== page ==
A showdown is looming between allies of Deputy President William Ruto and Opposition chief Raila Odinga as the Senate reconvenes Tuesday to debate passage of a crucial bill to fill vacant posts at the Independent Electoral and Boundaries Commission (IEBC).
This follows the resignation of IEBC vice-chairperson Connie Nkatha Maina and Commissioners Margaret Mwachanya and Paul Kurgat in April 2018.
Commissioner Roselyne Akombe resigned days before the repeat October 26, 2017, presidential election.
Their resignations left only three commissioners in office, namely: Chairman Wafula Chebukati, Abdi Guliye, and Boya Molu.
The IEBC Act has no provision, making it difficult to fill the four vacancies at the commission.
However, the Senate Justice and Legal Affairs Committee has ratified the Independent Electoral and Boundaries Commission (Amendment) Bill, 2019 to refill the vacant commissioners’ positions at the electoral agency.
In September 2019, the bill was approved in the National Assembly after a heated debate characterized by drama and shouting matches between allies of DP Ruto and Odinga.
MPs allied to Dr Ruto won by a small margin – 69 against 56.
The proposed law, sponsored by the House Committee on Justice and Legal Affairs, which is chaired by Baringo North MP William Cheptumo, provides for the constitution of the selection panel of IEBC.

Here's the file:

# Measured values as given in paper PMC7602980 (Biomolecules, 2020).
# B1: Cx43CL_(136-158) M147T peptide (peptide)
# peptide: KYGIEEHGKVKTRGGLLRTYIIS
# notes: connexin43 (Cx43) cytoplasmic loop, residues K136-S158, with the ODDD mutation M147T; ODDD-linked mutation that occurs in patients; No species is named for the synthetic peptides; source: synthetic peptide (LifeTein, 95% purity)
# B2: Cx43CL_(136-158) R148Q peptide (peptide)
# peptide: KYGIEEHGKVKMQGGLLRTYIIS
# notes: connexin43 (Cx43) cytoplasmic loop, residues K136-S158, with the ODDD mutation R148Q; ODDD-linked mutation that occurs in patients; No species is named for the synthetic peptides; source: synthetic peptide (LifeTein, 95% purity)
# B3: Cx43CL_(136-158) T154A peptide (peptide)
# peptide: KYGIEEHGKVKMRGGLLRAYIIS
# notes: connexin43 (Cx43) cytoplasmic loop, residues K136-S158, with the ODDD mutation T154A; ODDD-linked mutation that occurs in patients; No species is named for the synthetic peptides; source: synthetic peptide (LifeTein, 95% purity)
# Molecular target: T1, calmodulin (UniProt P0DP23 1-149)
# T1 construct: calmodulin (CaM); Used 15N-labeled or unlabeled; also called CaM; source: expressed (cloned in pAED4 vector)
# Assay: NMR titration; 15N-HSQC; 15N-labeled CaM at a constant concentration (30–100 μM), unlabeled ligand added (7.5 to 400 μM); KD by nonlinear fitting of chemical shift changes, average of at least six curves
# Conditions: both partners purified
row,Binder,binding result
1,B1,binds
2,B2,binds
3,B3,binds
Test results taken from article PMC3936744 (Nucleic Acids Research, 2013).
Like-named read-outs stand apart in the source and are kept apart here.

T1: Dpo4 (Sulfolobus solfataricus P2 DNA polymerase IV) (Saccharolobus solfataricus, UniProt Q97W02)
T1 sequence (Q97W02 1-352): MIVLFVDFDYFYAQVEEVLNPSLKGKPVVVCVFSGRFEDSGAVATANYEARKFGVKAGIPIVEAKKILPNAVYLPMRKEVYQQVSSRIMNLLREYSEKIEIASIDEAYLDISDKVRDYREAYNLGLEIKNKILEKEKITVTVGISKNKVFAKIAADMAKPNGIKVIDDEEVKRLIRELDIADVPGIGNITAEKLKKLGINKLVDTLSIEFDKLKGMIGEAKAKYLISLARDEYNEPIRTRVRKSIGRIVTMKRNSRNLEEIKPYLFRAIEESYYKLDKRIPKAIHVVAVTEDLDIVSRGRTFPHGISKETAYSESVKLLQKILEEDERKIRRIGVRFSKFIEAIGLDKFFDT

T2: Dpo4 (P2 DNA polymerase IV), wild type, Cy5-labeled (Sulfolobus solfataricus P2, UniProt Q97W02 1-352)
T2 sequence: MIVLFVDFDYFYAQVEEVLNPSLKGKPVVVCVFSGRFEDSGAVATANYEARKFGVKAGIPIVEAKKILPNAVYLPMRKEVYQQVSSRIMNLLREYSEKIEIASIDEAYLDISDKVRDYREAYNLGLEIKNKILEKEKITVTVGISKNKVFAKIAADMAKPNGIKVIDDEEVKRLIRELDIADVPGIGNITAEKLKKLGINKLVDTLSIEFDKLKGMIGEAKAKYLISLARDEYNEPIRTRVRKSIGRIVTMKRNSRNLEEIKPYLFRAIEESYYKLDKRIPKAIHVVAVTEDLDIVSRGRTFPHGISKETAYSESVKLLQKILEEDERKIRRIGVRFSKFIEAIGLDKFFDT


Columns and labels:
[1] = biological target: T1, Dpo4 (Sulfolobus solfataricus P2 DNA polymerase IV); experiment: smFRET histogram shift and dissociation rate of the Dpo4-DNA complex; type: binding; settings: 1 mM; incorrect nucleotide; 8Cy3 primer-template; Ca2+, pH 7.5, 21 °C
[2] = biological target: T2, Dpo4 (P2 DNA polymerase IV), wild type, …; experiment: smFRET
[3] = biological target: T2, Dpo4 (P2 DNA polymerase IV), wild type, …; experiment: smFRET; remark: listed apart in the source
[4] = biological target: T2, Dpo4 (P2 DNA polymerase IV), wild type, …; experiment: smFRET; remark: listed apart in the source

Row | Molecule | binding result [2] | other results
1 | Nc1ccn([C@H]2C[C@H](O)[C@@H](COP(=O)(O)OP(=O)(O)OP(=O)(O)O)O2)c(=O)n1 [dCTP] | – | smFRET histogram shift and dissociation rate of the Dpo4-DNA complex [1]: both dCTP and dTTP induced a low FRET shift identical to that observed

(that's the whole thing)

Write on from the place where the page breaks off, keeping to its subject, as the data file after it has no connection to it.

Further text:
Senate’s JLAC chairman Samson Cherarkey (Nandi) on Monday revealed that his committee, which scrutinized the bill sent from the National Assembly, has approved it but with amendments.
“We will lay the bill tomorrow (Tuesday) on the floor. What we have done is approved the bill but with the amendment,” Senator Cherarkey said.
Cherarkey said that his team reduced the number of those sitting in the IEBC selection panel from the 11 approved by the National Assembly to just seven.
Further, the committee has also introduced qualifications for those seeking to sit in the powerful selection panel.
“The National Assembly had not put in qualifications. But now we have it in that you should be a Kenyan citizen, comply with Chapter Six of the Constitution and should have degree from an institution recognized in Kenya among others,” he said.
The panel will have representation from religious organizations, Parliamentary Service Commission and the Law Society of Kenya among other sectors.
“We currently have only three commissioners in office. What shocks me is that we are discussing how to go for a referendum yet we don’t have a properly constituted IEBC. We are putting the cart before the horse, what we should be focusing on is electoral reforms and fair electoral process,” Cherargei said.
If approved by senators and signed by the President, the law will establish a permanent selection panel whose members are nominated by PSC, LSK, Ethics and Anti-Corruption Commission.
Once constituted, the panel’s first order of business shall be to fill the vacancies at the IEBC.
The current commissioners were recruited eight months to the last General Election after a Parliamentary Select Committee for Electoral Reforms negotiated the exit of the former officeholders led by the then chairman Isaac Hassan.